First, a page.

Caveat emptor: empty stomach advised – it will thank you

Nordic cuisine is kind of a big deal. This is not only true this month, with the winter edition of Copenhagen Cooking in full swing as part of the Wondercool festival and people getting eye level with the gourmet end of food. It is true more generally, and has been for several years.

Take Noma. The sheer amount of press generated by that restaurant particularly, not to mention its international, award-winning fame, is a testimony to a general excitement surrounding Nordic food. And whereas a few years back Copenhagen had little – or at least much less – to offer the gastronomic community, today it contains more Michelin-starred restaurants than any other Scandinavian city. That is to say 12, by the way, of which Noma was last year the only one with two stars.

If you share some of the interest, and if you appreciate good food and artisanal drinks in the shape of informal quality-nibbling and quaffing, then the Copenhagen Food Tour is a wise investment. If you also happen to be the least bit curious about the city of Copenhagen and its history, breweries and entrepreneurs, then it’s a definite must-go. A multifaceted experience, this sure-footed and versatile introduction to Danish gastronomy, culture and history stirs both the senses and the sensibilities. And it packs a few jokes too.

The Food Tour is structured around a guided 4km walk around the city, starting at the centrally-situated Copenhagen Market Halls near Nørreport Station, and two or four hours later the city’s rich history will be nearly as unforgettable to you as what you’ve just tasted. Interesting culinary facts will deepen your appreciation of Danish cuisine and its mouthwatering delicacies (including Danish wine, beer and gourmet candy), and if you’re new to the city, you’ll soon be a whole lot smarter.

And it’s not just the city. Denmark’s more remote and rural regions will appear on your awareness radar, providing a feel for the whole country that’s rarely to be had on more generic guided walks. Quite probably, you’ll soon be hankering for the paradisiac island of Bornholm (way out east past Sweden) or sending fond thoughts to the heart of Jutland, which is wine country and the Danes’ only link to the continent.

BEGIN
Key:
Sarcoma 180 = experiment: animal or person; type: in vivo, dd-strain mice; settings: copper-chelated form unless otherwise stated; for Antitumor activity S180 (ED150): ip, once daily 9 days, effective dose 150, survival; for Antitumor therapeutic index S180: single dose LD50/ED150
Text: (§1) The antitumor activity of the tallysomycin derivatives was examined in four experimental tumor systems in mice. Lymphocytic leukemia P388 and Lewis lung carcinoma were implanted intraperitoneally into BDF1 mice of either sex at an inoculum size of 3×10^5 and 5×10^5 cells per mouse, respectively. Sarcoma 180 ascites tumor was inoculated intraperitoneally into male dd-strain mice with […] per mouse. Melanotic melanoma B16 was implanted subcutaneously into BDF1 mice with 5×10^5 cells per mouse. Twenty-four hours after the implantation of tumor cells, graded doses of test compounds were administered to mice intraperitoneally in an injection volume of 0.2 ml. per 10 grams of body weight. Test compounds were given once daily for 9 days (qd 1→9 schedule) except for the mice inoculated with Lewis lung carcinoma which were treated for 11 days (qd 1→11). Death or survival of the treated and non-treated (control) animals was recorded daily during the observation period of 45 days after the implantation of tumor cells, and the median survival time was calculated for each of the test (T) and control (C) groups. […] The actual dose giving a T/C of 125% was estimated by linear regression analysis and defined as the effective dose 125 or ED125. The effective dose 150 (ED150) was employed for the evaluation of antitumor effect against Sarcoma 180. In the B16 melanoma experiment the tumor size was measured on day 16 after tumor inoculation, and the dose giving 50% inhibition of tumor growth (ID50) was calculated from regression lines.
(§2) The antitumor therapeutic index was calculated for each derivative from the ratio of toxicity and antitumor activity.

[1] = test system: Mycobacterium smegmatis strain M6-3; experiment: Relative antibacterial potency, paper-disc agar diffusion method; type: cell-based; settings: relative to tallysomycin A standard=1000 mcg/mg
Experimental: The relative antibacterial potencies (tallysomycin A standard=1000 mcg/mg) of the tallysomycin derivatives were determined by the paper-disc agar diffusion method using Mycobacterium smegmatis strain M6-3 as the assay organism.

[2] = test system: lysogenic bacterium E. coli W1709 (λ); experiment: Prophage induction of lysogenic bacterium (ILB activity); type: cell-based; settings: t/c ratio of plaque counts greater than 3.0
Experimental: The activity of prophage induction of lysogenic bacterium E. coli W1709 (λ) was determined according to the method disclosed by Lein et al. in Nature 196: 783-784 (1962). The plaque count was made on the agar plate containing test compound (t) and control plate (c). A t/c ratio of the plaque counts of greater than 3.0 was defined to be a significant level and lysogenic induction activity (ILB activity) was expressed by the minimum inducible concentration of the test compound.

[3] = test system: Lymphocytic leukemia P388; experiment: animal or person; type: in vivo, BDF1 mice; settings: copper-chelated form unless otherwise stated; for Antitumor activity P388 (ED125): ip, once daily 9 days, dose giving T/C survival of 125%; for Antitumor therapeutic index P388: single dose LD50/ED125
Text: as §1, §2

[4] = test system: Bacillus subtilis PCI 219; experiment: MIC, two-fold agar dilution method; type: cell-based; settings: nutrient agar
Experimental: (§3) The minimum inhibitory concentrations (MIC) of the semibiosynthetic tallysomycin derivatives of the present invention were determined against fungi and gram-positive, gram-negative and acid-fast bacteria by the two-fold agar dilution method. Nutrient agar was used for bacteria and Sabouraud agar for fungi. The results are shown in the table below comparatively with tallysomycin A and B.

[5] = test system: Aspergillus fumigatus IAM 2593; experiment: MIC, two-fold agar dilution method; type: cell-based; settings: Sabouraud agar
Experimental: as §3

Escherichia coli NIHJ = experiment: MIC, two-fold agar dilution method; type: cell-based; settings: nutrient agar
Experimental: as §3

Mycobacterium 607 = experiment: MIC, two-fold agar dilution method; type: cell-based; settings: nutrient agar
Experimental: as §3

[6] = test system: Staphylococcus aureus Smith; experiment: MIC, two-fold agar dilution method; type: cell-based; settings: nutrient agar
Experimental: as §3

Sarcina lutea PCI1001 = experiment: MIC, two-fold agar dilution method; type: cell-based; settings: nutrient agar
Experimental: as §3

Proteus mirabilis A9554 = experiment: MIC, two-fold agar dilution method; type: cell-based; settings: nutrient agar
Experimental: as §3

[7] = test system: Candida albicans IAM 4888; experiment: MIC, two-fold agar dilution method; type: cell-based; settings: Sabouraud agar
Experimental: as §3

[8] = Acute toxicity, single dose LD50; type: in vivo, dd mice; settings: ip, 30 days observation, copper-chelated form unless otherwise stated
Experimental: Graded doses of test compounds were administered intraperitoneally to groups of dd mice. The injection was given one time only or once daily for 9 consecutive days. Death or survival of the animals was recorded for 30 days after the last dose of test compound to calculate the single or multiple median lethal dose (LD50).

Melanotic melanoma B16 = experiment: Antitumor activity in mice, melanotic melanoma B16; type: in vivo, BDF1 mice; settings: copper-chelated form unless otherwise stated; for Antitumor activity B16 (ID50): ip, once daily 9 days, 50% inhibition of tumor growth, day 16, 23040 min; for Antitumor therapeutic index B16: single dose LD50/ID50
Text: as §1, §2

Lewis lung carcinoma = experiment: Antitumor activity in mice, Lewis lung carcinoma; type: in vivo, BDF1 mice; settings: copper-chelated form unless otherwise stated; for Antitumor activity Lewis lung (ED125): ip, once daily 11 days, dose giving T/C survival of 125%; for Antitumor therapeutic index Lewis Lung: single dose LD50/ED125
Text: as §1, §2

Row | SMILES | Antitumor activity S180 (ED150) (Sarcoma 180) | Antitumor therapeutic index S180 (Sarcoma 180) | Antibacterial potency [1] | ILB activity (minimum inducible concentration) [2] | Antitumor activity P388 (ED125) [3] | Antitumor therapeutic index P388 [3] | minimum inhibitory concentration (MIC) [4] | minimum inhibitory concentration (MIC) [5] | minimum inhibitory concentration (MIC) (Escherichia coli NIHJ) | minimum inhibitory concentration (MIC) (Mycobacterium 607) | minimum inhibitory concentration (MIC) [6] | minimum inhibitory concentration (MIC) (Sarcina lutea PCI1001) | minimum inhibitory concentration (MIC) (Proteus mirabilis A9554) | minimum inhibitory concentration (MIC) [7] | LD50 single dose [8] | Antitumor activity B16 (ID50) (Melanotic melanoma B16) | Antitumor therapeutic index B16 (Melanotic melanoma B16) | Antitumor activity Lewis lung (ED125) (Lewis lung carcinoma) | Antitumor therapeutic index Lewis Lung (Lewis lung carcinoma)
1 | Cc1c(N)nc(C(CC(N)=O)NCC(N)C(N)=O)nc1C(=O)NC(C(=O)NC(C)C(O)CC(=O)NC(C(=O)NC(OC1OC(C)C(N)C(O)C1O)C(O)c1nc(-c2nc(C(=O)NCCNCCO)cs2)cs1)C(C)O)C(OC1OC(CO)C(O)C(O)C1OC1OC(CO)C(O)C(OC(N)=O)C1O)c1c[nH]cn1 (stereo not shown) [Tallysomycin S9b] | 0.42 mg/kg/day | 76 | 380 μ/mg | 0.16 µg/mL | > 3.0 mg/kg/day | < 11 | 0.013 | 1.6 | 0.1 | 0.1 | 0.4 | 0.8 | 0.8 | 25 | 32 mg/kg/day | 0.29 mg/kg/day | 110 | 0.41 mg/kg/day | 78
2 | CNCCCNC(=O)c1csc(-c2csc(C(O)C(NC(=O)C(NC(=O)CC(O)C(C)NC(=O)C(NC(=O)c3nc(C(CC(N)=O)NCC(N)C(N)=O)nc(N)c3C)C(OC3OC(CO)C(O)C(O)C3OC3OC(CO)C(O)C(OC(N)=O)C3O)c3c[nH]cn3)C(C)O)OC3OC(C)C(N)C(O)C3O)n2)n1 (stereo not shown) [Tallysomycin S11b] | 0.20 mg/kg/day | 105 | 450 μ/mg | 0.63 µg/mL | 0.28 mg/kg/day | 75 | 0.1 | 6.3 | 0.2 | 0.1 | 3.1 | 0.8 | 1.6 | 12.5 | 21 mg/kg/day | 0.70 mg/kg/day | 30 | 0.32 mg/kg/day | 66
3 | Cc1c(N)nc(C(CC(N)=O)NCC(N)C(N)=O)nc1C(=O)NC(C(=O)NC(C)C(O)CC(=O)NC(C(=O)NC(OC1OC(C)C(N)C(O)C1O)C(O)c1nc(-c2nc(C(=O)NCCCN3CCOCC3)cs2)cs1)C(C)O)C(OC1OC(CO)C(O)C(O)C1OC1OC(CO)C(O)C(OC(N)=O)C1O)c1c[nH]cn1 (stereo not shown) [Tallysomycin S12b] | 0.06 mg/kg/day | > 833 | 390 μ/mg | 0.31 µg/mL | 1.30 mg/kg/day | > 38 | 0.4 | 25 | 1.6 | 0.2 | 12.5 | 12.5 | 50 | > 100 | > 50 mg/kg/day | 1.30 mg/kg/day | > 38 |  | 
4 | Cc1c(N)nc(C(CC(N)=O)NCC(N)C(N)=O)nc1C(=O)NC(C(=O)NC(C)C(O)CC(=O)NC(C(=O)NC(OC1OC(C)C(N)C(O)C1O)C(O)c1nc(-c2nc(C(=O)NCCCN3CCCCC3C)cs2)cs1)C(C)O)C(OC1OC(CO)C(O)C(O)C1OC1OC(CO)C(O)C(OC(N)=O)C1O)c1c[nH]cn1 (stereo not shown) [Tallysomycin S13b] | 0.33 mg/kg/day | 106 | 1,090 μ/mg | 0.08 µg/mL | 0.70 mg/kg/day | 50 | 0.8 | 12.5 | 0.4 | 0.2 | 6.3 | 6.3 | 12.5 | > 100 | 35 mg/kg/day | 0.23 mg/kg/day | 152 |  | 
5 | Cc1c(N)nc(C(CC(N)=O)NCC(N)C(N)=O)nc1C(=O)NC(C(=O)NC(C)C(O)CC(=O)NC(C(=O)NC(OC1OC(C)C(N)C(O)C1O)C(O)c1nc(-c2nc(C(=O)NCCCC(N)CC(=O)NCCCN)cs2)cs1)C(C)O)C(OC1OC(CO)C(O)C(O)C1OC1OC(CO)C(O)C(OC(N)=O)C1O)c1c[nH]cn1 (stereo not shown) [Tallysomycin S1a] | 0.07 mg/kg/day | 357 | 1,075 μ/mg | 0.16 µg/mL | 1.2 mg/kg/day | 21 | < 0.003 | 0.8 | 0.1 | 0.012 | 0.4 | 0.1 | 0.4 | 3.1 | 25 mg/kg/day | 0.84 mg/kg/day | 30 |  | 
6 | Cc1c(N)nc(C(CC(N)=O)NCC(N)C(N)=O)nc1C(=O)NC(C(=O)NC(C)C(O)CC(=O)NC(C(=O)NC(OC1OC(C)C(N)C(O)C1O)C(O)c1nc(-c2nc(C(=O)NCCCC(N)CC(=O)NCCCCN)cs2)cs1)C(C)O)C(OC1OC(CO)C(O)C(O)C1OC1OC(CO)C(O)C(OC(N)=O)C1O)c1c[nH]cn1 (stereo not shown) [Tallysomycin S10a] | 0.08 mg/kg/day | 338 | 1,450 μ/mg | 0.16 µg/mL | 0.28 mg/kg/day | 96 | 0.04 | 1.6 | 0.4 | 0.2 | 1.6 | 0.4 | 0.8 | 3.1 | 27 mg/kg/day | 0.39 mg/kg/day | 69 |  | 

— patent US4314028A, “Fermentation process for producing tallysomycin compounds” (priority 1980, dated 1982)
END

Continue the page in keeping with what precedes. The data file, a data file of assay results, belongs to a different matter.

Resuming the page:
Part of what distinguishes Danish and Nordic cuisine from other traditions is the emphasis on local ingredients and an appreciation of natural produce more or less as it comes. Excellent pork, seafood from the North or Baltic Sea, native game, wild mushrooms, fresh fruits and berries are all handled quite gently in order to preserve an inherent and original intensity of taste. Rye is as crucial to the preferred type of bread as that bread is to Danish culture and tradition (as the four-hour tour will demonstrate – and if you aren’t already a rye devotee there’s a good chance you will become one). Preparation is typically fairly straightforward, the results often healthy. Less is more in the Danish kitchen – unless of course you’re really hungry.

The users at rank the Copenhagen Food Tour as the fifth most recommended Copenhagen activity out of 28. I can see why – the insights from the tour guide (ours was named Maria) are fascinating and memorable, and being a highly intelligent and skilled communicator, she is amply equipped to answer whatever questions come up along the way. Each member of my group of nine people seemed to find something to marvel at, comment on, converse about or commit to memory.

At no point was there a lull, a dead-end or a gap in the programme. Quite the contrary: the surprises kept coming. The micro-brewed beer from Nørrebros Bryghus was pure genius as a follow-up to the ambrosial open-faced sandwiches from Aamann (without tasting these, don’t leave the country), and a glowing sense of well-being became evident on everybody’s face. The food sampling locations, which vary ever so slightly according to season, were intelligently picked, diverse (ranging from gourmet cheese to ecological, high-quality fast-food), rich in history and often quite picturesque.

A little bit like Danish design, Nordic food can be seen as an artform whose aesthetic criteria are both traditional and subject to constant challenges and revision. Things got rolling about ten years ago when some of the world’s leading professional chefs hammered out the much talked-about ‘New Nordic Kitchen’ manifesto following an 18-hour symposium. Several of the dogmas are clearly also upheld by everyone bringing the Copenhagen Food Tour to life, including this: the aim to express the purity, freshness, simplicity and ethics that Danish chefs wish to associate with their region.

Enough talk! Food should be eaten and enjoyed – so get thee to an eatery. But before you go, remember this important advice: come on an empty stomach. There’ll be more than enough food to sample.

Copenhagen Food Tours
Torvehallerne, Frederiksborggade 21, Cph K; Tue-Sat, tours last two or four hours; tickets 300-600kr, non-tasting children: free adm,, 5012 3654; walking distance: 4km; dietary or religious requirements must be expressed in advance